Hiking the Appalachian Trail #2

Springer Mountain to Mount Katahdin

Thru-hike #6

103 days, 2,100 miles, May-Jul, 2009

Ray Jardine

Ray's AT-2009 page 2 of 4

2009-08-13

Jenny: Ray is in Maine, on the Appalachian Trail. He's still having fun, despite all the rain and the muddy trail. Here is an excerpt from his journal from a couple days ago:

Today was "The Adventures of Plain Ol' Ray."

I had stayed overnight at a hostel in town. When I woke up I was quite hungry so I ate some cereal with fresh milk. In fact, I ate the contents of the whole box along with the whole quart of milk. And for dessert - breakfast dessert, that is - I ate a pint of ice cream. This is a typical example of thru-hikers' appetites, and their extreme need for calories.

The hiking was nice today, in fact all afternoon I kept seeing good camping spots. Of course, I wasn't ready to stop and make camp yet. Much later, in the evening, I was just hiking along, it was almost dark, when all of a sudden something's charging at me. It looked like a horse and the front legs were up in the air and coming at me. It was a moose! And he knocked me right over into the mud. Of course, that patch of mud was the only one around, and of course, I landed right in it.

I was so mad at that moose for knocking me over in the mud. I yelled at him, "You doggone moose! Don't knock hikers over into the mud!" Actually, he didn't physically knock me down. But I saw him charging so I stepped back really quick and slipped and fell in the mud. Then I really let that moose have it! "You doggone moose!" The moose just moseyed off into the woods, as I berated him.

A ways further I came to a nice creek where I was able to wash the mud off.

Tarp full of trees, from the story "The Adventures of Plain Ol' Ray." I never would have guessed this would make such a comfortable campsite.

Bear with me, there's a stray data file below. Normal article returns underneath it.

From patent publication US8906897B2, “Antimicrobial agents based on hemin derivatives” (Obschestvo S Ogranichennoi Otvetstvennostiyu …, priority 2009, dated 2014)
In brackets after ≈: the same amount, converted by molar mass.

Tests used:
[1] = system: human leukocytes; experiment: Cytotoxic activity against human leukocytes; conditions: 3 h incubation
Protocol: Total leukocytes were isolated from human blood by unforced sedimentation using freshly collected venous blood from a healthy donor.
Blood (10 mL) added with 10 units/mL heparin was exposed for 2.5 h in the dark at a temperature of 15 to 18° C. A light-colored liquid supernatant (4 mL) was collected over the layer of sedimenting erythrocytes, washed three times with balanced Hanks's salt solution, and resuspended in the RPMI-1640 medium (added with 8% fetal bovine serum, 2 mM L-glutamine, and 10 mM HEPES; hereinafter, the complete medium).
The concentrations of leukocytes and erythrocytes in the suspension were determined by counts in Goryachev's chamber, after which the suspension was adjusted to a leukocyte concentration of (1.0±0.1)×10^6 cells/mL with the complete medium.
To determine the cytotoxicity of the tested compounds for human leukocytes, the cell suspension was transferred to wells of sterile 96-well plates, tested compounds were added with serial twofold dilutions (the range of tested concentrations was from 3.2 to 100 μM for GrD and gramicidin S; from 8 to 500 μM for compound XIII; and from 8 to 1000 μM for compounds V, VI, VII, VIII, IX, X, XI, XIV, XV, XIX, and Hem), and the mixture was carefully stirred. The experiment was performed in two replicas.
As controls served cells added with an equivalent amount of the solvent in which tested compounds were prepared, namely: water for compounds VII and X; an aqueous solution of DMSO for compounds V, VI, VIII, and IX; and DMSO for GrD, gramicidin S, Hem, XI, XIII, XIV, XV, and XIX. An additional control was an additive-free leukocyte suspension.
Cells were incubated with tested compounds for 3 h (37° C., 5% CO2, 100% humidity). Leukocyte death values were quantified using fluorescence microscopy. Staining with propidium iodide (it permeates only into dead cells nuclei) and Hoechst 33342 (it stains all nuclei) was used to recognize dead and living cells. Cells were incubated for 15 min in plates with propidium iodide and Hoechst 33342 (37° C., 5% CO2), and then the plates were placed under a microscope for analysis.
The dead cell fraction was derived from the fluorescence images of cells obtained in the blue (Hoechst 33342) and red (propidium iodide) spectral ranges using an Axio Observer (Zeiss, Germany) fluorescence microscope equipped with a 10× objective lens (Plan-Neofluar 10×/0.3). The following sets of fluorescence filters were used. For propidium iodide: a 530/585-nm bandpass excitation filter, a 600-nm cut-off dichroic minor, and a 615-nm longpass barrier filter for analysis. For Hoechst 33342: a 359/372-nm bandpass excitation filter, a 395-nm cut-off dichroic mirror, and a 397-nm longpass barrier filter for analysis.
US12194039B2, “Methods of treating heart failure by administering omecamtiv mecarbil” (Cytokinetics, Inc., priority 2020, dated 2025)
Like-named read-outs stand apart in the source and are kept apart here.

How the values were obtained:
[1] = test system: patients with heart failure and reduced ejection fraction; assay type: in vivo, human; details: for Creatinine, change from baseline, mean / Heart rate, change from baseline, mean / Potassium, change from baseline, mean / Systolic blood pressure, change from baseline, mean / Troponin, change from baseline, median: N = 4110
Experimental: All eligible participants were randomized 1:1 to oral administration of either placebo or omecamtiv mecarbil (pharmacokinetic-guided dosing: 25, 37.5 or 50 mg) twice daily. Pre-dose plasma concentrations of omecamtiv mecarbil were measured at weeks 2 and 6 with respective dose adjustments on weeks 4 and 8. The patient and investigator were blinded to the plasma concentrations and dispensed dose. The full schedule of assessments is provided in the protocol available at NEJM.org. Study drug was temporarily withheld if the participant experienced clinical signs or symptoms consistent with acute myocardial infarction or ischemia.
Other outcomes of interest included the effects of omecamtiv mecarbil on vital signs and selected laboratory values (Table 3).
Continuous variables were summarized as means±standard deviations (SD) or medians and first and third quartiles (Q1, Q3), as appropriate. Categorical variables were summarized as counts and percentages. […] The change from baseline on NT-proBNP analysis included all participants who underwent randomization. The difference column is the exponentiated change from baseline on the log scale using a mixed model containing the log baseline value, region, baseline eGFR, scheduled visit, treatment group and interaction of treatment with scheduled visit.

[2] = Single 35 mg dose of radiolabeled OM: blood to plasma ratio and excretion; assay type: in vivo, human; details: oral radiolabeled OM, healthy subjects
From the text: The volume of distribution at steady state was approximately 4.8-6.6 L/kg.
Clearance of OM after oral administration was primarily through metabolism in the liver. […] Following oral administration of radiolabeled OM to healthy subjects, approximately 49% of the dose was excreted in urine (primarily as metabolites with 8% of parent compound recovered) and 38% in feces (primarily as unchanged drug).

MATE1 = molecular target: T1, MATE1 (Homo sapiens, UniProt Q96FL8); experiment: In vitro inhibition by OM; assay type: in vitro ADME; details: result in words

By then it was quite dark and the clouds were getting ready to dump again, so I hurried on, looking for one of those nice camp sites. The rain was just starting to fall and I decided I needed to stop and make camp, pronto.

The trial was beginning a long ascent, and the sky was rumbling of thunder. It did not look too safe up there.

So I made a hard right turn and thrashed into the bushes. It was the most unlikely spot to set up the tarp and Spitfire, with bushes and saplings everywhere. I pulled out the tarp, tied the ridgeline to a couple trees, tied two of the corner guys to some trees - covering several saplings in the process - then tossed in my pack and dove under just as the clouds let loose.

From underneath the tarp I finished pitching, out of the rain. It took me 15 minutes to preen the impromptu site of small sticks and branches. I cleared away the sticks from a narrow strip, just wide enough to set up the Spitfire and lay down inside. There was no way a tent would have worked here because of all the saplings and bushes surrounding me.

And now I am snug and comfortable inside the Spitfire, sharing the space with some small evergreens. I never would have guessed this would make such a comfortable campsite.


Hi Ray, Thank you for posting a sampling of your AT adventure! I'm fascinated by your adventures and thoroughly enjoy reading about them. I realize you recently wrote a book but any plans to write one about your recent thru hike? Great stuff!" Ron F.

The story has 4 pages. This is page 2.
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